Physician-Assisted Suicide Act Approved for Massachusetts Ballot
|Friday, July 6, 2012 | ProCon.org | MORE HEADLINES|
According to the Office of the Massachusetts Attorney General, the Act would allow terminally-ill adults with six months or less to live to receive and self-administer a prescription for life-ending medication. To qualify, a patient would have to be an adult resident of Massachusetts who is "medically determined to be mentally capable of making and communicating health care decisions; has been diagnosed by attending and consult physicians as having an incurable, irreversible disease that will, within reasonable medical judgment, cause death within six months; and voluntarily expresses a wish to die and has made an informed decision."
Doctors would be required to inform patients about other end-of-life care options, including palliative care, pain management, and hospice care. Two physicians must verify the mental competence of the terminally ill patient and the voluntary nature of the request, and three requests must be made by the patient for the prescription: two oral and one written. The Act would also allow the patient to change his or her mind at any time. No person would be civilly or criminally liable or subject to professional discipline for actions that comply with the law.
"We've received an overwhelmingly positive response from people across Massachusetts who believe terminally ill patients deserve greater control over their end-of-life care," said Michael Clarke, campaign director for Dignity 2012. "These decisions are deeply intimate and personal, and belong in the hands of individuals, not the government."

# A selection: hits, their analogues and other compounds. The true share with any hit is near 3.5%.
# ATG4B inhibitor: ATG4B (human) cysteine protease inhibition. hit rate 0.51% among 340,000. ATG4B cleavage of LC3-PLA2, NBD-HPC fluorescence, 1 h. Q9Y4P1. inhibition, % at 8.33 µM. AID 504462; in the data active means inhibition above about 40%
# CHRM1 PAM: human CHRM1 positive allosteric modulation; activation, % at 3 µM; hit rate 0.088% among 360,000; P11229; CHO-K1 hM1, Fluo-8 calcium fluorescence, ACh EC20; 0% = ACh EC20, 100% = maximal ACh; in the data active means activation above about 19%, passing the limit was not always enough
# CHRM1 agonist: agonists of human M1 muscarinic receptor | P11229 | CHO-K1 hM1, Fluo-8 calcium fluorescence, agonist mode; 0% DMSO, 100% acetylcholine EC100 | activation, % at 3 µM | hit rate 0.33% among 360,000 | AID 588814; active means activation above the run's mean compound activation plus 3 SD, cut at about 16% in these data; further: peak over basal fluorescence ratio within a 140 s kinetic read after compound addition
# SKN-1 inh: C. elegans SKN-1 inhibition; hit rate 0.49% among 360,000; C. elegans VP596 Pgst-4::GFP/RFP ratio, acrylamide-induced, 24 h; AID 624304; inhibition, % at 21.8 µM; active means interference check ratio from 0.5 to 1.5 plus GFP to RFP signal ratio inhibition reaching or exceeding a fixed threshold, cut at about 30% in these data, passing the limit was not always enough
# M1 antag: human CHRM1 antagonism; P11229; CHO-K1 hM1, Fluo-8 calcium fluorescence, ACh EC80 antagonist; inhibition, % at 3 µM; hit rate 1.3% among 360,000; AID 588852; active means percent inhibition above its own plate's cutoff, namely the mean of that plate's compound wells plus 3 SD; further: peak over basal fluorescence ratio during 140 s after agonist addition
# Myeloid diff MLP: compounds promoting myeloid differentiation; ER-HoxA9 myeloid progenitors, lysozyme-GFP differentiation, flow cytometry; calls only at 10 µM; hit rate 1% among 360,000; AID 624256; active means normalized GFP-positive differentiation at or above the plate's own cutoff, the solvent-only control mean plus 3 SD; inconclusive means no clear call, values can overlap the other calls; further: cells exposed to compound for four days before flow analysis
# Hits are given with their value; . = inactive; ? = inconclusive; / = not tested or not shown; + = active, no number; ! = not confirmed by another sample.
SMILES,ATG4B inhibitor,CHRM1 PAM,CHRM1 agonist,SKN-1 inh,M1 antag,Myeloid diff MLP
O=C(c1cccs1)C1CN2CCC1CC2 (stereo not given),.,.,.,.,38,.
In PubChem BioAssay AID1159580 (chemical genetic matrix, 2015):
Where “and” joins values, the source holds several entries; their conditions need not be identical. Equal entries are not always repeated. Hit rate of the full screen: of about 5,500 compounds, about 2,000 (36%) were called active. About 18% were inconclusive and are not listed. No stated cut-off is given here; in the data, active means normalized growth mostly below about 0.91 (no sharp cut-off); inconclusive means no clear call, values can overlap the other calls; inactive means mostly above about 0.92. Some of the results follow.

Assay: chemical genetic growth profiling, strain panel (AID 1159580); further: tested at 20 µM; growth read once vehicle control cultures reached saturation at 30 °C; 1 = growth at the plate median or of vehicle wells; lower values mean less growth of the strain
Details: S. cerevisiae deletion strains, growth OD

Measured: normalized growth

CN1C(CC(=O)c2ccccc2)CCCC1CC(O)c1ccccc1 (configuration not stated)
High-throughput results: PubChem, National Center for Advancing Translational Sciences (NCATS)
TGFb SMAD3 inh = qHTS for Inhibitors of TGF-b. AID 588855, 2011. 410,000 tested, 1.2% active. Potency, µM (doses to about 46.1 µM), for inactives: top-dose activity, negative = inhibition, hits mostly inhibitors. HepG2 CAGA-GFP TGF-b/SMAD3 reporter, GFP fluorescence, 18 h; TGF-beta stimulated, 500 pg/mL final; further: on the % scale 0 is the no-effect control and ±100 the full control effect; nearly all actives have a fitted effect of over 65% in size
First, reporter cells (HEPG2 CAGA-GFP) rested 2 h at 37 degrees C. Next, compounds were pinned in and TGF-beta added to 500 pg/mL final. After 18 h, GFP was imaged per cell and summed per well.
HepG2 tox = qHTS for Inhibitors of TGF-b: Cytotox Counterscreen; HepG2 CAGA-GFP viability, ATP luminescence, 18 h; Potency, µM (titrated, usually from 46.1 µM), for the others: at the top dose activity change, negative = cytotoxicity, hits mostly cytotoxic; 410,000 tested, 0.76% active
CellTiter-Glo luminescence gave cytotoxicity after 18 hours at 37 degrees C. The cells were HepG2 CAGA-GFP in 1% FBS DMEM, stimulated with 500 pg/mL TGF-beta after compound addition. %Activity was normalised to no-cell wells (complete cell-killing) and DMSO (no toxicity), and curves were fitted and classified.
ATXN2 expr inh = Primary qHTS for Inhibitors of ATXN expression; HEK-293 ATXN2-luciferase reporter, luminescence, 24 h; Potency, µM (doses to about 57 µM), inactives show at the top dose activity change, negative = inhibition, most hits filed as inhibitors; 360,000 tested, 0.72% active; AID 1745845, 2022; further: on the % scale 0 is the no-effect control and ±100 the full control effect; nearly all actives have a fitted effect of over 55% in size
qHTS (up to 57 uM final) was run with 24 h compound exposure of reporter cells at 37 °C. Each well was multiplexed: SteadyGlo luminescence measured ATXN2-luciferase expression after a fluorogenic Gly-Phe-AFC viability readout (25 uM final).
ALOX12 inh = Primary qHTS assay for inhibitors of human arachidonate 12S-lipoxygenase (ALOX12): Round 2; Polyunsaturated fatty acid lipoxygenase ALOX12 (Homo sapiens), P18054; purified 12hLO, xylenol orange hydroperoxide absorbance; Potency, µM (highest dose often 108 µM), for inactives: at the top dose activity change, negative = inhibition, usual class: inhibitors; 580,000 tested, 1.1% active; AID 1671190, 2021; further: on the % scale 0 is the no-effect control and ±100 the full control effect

The Roman Catholic Bishops of Massachusetts came out strongly against the proposed Death with Dignity Act, saying that it "effectively authorizes the killing of human beings prior to their natural death," and that "a compassionate society should work to prevent suicide, which is always a terrible tragedy, no matter what form it may take."
The Boston Archdiocese, the Massachusetts Medical Society, the Massachusetts Family Institute, and the Massachusetts Citizens for Life have all indicated plans to mount a campaign to defeat the proposal, saying in a joint statement that it is "fraught with the potential for error and could be used to compel older, ill adults to end their lives."
A Western New England University poll conducted on May 29, 2012, found that 60 percent of Massachusetts voters supported "allowing people who are dying to legally obtain medication that they could use to end their lives."
Oregon and Washington voters approved their versions of the Death with Dignity Act in 1994 and 2008 respectively. A Montana district court ruled on Dec. 5, 2008 that state residents have the legal right to physician-assisted suicide. The Montana Supreme Court affirmed on Dec. 31, 2009 that physician-assted suicide is "not against public policy."
Kimberly Ashton, "Pot, Death with Dignity and Right-to-Repair Initiatives Likely to Make Fall Ballot," hamilton-wenham.patch.com, July 2, 2012